Different Types of Judges, II

By Jed McKeehan

When we think about appearing in or going to court in the US, and specifically in Tennessee, we typically think about appearing before a judge.  However, there are a wide range of actual titles given to the individuals who may be deciding your case.  Even though that person may not be officially called a, “judge,” let’s be honest, they will be passing judgment upon you.

Although this list is probably not exhaustive, here are some of the different judges you might find yourself in front of.

Magistrate – A magistrate on the state level is not an elected position, but a position to which someone is hired.  For example, in Knox County, there are a number of juvenile court magistrates.  They are hired by the elected juvenile judge to hear various types of cases.  They serve at the juvenile judge’s pleasure, but they make their own decisions and rulings on cases and those decisions are enforceable.  If someone appeals a magistrate’s decision, the first appeal would go to the juvenile judge.

Clerk and Master – Again, using Knox County as an example, the Clerk and Master in Knox County hears probate matters and essentially makes decisions on those cases.  Now, his decisions must be approved by the chancellor to whom that case is assigned, but for all intents and purposes, he is serving as a quasi-judge on those types of cases.

Special Master – A special master is typically an attorney who is asked to serve as a judge for the limited purpose of hearing a specific case.  Again, using Knox County as an example, the court that hears Orders of Protections will occasionally use Special Masters to hear Order of Protection cases simply to assist with the sheer volume of Order of Protection cases waiting to be heard by the court.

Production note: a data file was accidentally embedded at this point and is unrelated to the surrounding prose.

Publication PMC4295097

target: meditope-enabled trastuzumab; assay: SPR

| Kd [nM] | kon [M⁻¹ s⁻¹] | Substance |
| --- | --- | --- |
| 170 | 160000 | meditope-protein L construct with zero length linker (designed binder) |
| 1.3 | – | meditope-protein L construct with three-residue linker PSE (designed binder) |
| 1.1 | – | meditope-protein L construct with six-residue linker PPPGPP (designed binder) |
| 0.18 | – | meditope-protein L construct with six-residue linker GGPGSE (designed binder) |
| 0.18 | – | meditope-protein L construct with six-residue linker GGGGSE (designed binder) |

Arbitrator – An arbitrator is an attorney who is asked to serve as a judge for the limited purpose of hearing a specific case that has been removed from the legal system and sent to an agreed upon arbitration.  An arbitration is not an official court proceeding, but a proceeding that is similar to a trial and the decision of the arbitrator is binding on the parties.

Judicial Commissioner – A judicial commissioner does not normally preside over hearings but instead reviews warrants by law enforcement and decides whether to sign them.  They may also set bond amounts for individuals when they come in to custody.

 

Jedidiah McKeehan is an attorney practicing in Knox and surrounding counties. Visit attorney-knoxville.com for more information about this and other legal issues.

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